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If you're looking for a job, you might want to create an 'elevator pitch.' It is a brief explanation that summarizes who you are, what you do and why you'd be the perfect candidate - you'll want to be able to reel off your pitch at any time, especially with people who might be able to help you get your dream job. Related: How To Perfect Your Elevator Pitch However, it can be really hard to condense all your experiences into a 30-60 seconds speech!


Let Me Give You Some Do's And Don'ts Of Writing A Great Elevator Pitch:

1. Decide what kind of work you're looking for

Unless you can clearly explain to someone the type of a job you're interested in, nobody will be able to help you find it. You need to know what your goals are. And if you're looking for a job that is different to what you're doing right now - you need to tailor your pitch accordingly. E.g. if you want to be a web designer, emphasize the web design work you've done, rather than talking about your current job which might have nothing to do with what you're looking for. Also, write down your skills and accomplishments relevant to your target position. Then delete everything that's not relevant to what you're looking for - be specific.

2. Structure your pitch and tailor it to the audience

A good pitch (and this relates to your resume and cover letter, too!) should answer three questions: Who are you? What do you do? What are you looking for? Here is an example of what your pitch might start with: "Hi, I am Karen Smith. I am a Brand Marketing Manager with 10 years of experience in the travel industry - I've worked for companies including Expedia and Thomas Cook - and I am looking for opportunities in London." You'd then use the next several seconds to briefly mention some details about what makes you stand out - and what your specific skills are that could help a potential employer. Also, focus on the needs of your audience, not yours (just like in a job interview:-) You'll only be successful if the person you're talking to understands it. So don't use a lot of jargon when talking to someone from outside of your industry but also don't explain simple terms to a professional in your industry.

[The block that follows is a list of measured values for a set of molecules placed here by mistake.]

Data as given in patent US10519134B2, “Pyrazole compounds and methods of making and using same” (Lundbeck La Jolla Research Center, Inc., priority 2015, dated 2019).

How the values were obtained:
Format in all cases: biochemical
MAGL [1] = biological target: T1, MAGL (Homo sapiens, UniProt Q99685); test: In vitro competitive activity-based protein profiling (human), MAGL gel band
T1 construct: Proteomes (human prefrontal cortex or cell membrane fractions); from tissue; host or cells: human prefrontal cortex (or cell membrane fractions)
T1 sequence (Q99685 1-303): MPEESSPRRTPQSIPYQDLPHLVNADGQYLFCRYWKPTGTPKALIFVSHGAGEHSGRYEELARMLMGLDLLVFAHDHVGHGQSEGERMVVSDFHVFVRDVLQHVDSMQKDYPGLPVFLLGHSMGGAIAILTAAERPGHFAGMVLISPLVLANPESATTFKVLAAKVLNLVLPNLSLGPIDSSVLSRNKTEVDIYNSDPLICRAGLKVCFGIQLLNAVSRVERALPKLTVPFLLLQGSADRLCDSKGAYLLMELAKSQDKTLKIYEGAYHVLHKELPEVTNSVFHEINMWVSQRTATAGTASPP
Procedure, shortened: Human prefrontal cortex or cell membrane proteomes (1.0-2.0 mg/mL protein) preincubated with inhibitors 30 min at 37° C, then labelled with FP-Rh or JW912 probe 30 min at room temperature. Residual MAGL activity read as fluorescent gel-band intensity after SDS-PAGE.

3. Practice

It is important your read your pitch out loud and practice. You want to sound conversational, not like if you've memorized it by heart. Release your pitch and ask someone for feedback. If your friends don't understand what your key points were, your speech still needs work.

4. Prepare a few variations

It is a good idea to prepare a few variations of the speech - if you only have 20 seconds, your speech would be different to when you have a couple of minutes. Make sure you master a few key talking points and you can then tailor your speech for particular occasions.

What About The Don'ts Then?

1. Don't sound boring or make people wonder about what is it that you do

Ask yourself what problem you solve rather than what you DO. For example, instead of saying I am an interview coach, I could say I help professionals get hired, promoted and paid more faster than they would on their own. You might want to include some number and concrete details - this will make you more memorable.

2. Don't undersell or oversell your skills or experience.

If you undersell yourself, people won't know how you can help them so they won't be able to recommend you to people who might be able to offer you the job. On the other hand, if you oversell yourself, people then won't take you seriously.

3. Don't sound too salesy

Yes, you want to sell yourself - but you don't want to sound like a typical used car salesman. Hope these help! If you need help in creating your elevator pitch and getting clarity on what your unique selling points are, apply for a complimentary consultation to see if working together is right for you: www.TalkwithMargaret.com This post was originally published at an earlier date. Disclosure: This post is sponsored by a Work It Daily-approved expert.
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